SECOND eGOVERNMENT CASE STUDY COMPETITION:
Following the success of our earlier e-government for
development case competition, we are launching a second
This time, we are ONLY looking for case studies of e-
government that can be classified as 'total failure' or 'largely
unsuccessful'. These categories were underrepresented in the
initial competition, but can provide a very valuable learning
resource. Both cases and author(s) can be made anonymous to
I would like to invite you to submit an e-government case
study of this type from a developing or transitional country.
The required format is given at the end of this message, or you
can submit online via Web page:
To provide some incentive/reward for efforts, those cases
submitted by November 10 will be judged on the basis of their
learning/knowledge-building value, and the authors of the top
three cases will each receive a 300 payment.
Note that e-government cases must involve a public sector
organisation as at least one of the users, owners or funders of
an ICT-based system.
If you have any questions about the competition or case
formats, do please contact me. You can find examples of
existing cases at: www.egov4dev.org/topic1cases.htm
Richard Heeks ([log in to unmask])
The "eGovernment for Development Information Exchange"
project is coordinated by the University of Manchester's
Institute for Development Policy and Management. The
project is funded and managed by the Commonwealth
Telecommunications Organisation as part of the UK
Department for International Development's "Building Digital
FORMAT FOR eGOVERNMENT CASE STUDIES
1. You: your name and email address (indicate if you wish to
remain anonymous in the online version of the case).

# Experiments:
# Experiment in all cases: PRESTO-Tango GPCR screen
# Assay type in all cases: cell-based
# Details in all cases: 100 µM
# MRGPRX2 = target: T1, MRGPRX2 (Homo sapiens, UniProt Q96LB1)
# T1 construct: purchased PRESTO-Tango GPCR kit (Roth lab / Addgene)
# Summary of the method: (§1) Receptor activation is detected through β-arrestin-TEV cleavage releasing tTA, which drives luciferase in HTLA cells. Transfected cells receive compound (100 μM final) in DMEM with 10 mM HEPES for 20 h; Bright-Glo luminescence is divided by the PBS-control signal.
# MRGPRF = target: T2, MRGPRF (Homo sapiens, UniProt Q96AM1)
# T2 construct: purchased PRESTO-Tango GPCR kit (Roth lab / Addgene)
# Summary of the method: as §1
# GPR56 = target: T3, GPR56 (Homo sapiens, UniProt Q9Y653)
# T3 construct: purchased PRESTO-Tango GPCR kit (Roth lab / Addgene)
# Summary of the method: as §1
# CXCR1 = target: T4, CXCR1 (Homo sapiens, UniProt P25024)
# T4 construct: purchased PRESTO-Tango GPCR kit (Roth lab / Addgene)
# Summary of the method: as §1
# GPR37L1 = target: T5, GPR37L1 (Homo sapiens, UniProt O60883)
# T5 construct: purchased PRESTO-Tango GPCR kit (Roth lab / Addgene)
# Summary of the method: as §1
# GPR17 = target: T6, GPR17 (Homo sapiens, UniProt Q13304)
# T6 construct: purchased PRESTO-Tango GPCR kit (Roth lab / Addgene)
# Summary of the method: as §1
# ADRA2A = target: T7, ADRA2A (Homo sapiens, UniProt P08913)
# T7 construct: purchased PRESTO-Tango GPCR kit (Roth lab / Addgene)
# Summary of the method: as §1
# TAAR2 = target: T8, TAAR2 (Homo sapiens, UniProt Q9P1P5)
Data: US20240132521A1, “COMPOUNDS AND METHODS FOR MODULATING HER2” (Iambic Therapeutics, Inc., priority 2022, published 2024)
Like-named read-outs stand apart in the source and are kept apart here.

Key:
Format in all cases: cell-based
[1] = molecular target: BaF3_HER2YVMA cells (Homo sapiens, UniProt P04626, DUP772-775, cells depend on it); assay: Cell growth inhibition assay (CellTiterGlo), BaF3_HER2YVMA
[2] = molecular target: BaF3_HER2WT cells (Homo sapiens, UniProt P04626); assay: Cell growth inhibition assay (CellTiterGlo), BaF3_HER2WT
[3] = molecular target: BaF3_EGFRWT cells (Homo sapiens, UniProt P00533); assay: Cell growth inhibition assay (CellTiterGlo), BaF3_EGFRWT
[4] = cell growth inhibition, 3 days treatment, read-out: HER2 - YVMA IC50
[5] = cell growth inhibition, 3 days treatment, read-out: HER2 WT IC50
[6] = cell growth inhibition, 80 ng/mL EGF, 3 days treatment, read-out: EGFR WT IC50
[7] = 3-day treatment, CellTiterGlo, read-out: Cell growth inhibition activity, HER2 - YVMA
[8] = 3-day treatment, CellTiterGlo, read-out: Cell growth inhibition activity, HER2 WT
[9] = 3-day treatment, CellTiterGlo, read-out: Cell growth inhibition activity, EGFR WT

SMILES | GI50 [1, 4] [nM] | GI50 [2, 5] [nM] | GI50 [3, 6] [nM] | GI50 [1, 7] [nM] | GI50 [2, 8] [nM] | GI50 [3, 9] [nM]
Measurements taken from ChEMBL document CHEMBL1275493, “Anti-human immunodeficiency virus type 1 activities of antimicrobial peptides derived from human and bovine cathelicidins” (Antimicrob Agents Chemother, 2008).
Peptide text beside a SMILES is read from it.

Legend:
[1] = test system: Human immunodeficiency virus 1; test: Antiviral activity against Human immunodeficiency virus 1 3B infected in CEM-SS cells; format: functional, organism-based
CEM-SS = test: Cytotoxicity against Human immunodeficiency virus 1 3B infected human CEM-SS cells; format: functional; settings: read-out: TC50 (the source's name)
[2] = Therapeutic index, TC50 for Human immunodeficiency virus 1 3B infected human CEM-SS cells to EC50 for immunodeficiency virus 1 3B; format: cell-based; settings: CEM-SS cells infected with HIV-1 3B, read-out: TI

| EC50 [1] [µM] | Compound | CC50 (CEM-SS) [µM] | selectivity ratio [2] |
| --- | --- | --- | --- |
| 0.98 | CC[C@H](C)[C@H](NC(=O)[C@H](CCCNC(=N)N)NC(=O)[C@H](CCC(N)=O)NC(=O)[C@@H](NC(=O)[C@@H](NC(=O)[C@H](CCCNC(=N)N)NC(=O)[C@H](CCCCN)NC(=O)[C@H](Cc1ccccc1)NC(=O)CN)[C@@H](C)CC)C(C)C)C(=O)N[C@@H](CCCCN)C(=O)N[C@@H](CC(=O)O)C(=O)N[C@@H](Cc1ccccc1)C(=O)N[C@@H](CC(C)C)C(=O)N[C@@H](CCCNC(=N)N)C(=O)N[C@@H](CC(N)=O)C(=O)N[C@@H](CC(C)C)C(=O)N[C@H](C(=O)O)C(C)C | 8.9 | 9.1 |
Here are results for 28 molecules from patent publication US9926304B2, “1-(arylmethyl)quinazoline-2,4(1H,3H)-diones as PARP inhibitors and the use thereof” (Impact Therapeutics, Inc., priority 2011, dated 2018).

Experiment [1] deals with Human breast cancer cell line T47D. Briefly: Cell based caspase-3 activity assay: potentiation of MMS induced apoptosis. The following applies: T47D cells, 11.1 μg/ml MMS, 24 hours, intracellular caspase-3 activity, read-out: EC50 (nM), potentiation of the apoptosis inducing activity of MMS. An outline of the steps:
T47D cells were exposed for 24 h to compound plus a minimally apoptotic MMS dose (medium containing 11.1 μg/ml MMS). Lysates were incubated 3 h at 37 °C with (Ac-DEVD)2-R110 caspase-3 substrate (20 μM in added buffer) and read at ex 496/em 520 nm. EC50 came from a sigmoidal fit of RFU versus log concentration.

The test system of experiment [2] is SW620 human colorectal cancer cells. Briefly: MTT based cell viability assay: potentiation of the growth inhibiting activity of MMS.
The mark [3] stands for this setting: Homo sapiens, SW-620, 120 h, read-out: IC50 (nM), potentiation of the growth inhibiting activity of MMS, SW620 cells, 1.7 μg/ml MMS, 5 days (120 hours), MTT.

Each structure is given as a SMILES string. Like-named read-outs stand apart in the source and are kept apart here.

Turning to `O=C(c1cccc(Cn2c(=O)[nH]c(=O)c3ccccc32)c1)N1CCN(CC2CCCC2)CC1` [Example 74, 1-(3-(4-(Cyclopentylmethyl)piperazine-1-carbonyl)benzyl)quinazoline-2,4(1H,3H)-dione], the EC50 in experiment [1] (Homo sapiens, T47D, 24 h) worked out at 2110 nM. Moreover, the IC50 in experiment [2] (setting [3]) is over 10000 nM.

2. Title: give your case study a short e-government-related title.
3. Organisation: the case study organisation's name and main
activities (again indicate if you wish the specific name to be
anonymous in the online version).
4. Region: the country (unless anonymous) and region of the
world in which the organisation is located (e.g. North Africa,
South Asia, etc.) we are only seeking cases from developing
or transitional economies.
5. Date: the start date of operation of the application.
6. Application: the type of e-government application involved
(e.g. management information system, intranet, Web-enabled
citizen services, etc.) and the main hardware/software used
(c.100 words maximum).
7. Application description: what exactly does the application
do in terms of processes performed (or, for a failure, what was
it supposed to do) (c.150 words max.)?
8. Application purpose: why was this application introduced
(c.100 words max.)?
9. Stakeholders: who has been affected by this application?
(c.100 words max.)?
10. Impact: what have been the costs and benefits of this
application (try to quantify if possible) (c.200 words max.)?
11. Evaluation: has this been a success, or a partial failure, or a
total failure (c.50 words max.)? we are currently only seeking
total failures or largely unsuccessful cases.
12. Enablers/CSFs: what were the main enablers or critical
success factors that helped the project (maximum of three
13. Constraints/CFFs: what were the main
constraints/challenges or critical failure factors that caused
problems for the project (maximum of three factors)?
14. Recommendations: on the basis of the case, what key
actions would you recommend to other e-government
practitioners (either best practices to adopt, or mistakes to
avoid) (maximum of three recommendations)?
15. Further information: any relevant Web link or contact name
for further info.
16. Author Sources: state two things: a) your role in, or
relationship to, the case study; and b) where did you get the
information used in writing up the case study? (c.100 words
Submit case to: [log in to unmask]
Note: cases may need to be edited prior to being made